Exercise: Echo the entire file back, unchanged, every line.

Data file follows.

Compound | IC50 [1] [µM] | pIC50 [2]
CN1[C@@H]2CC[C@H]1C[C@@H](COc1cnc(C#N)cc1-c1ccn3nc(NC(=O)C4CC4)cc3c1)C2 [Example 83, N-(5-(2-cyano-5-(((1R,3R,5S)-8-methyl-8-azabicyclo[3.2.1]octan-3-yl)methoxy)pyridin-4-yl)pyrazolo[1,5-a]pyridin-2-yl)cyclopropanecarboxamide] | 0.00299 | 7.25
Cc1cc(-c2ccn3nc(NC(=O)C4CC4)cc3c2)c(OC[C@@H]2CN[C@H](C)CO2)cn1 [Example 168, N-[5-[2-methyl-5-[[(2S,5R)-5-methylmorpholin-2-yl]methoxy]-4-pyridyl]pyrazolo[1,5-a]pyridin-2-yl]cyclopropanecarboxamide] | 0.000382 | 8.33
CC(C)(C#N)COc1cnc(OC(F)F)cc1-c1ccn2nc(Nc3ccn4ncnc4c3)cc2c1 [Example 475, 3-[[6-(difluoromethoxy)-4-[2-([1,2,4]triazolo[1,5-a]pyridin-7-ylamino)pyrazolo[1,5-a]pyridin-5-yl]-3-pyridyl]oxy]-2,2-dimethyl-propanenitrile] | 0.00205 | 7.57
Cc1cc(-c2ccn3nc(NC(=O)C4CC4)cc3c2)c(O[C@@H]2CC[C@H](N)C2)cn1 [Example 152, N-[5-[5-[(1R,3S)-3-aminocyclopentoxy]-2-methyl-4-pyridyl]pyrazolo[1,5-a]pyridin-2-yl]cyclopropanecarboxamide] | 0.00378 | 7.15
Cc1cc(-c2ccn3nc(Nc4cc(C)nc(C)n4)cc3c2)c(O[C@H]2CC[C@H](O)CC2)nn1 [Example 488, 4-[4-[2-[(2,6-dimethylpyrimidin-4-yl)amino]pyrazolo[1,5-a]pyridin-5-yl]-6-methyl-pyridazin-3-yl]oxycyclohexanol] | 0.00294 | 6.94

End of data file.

Compound | IC50 [1] [µM] | pIC50 [2]
CN1[C@@H]2CC[C@H]1C[C@@H](COc1cnc(C#N)cc1-c1ccn3nc(NC(=O)C4CC4)cc3c1)C2 [Example 83, N-(5-(2-cyano-5-(((1R,3R,5S)-8-methyl-8-azabicyclo[3.2.1]octan-3-yl)methoxy)pyridin-4-yl)pyrazolo[1,5-a]pyridin-2-yl)cyclopropanecarboxamide] | 0.00299 | 7.25
Cc1cc(-c2ccn3nc(NC(=O)C4CC4)cc3c2)c(OC[C@@H]2CN[C@H](C)CO2)cn1 [Example 168, N-[5-[2-methyl-5-[[(2S,5R)-5-methylmorpholin-2-yl]methoxy]-4-pyridyl]pyrazolo[1,5-a]pyridin-2-yl]cyclopropanecarboxamide] | 0.000382 | 8.33
CC(C)(C#N)COc1cnc(OC(F)F)cc1-c1ccn2nc(Nc3ccn4ncnc4c3)cc2c1 [Example 475, 3-[[6-(difluoromethoxy)-4-[2-([1,2,4]triazolo[1,5-a]pyridin-7-ylamino)pyrazolo[1,5-a]pyridin-5-yl]-3-pyridyl]oxy]-2,2-dimethyl-propanenitrile] | 0.00205 | 7.57
Cc1cc(-c2ccn3nc(NC(=O)C4CC4)cc3c2)c(O[C@@H]2CC[C@H](N)C2)cn1 [Example 152, N-[5-[5-[(1R,3S)-3-aminocyclopentoxy]-2-methyl-4-pyridyl]pyrazolo[1,5-a]pyridin-2-yl]cyclopropanecarboxamide] | 0.00378 | 7.15
Cc1cc(-c2ccn3nc(Nc4cc(C)nc(C)n4)cc3c2)c(O[C@H]2CC[C@H](O)CC2)nn1 [Example 488, 4-[4-[2-[(2,6-dimethylpyrimidin-4-yl)amino]pyrazolo[1,5-a]pyridin-5-yl]-6-methyl-pyridazin-3-yl]oxycyclohexanol] | 0.00294 | 6.94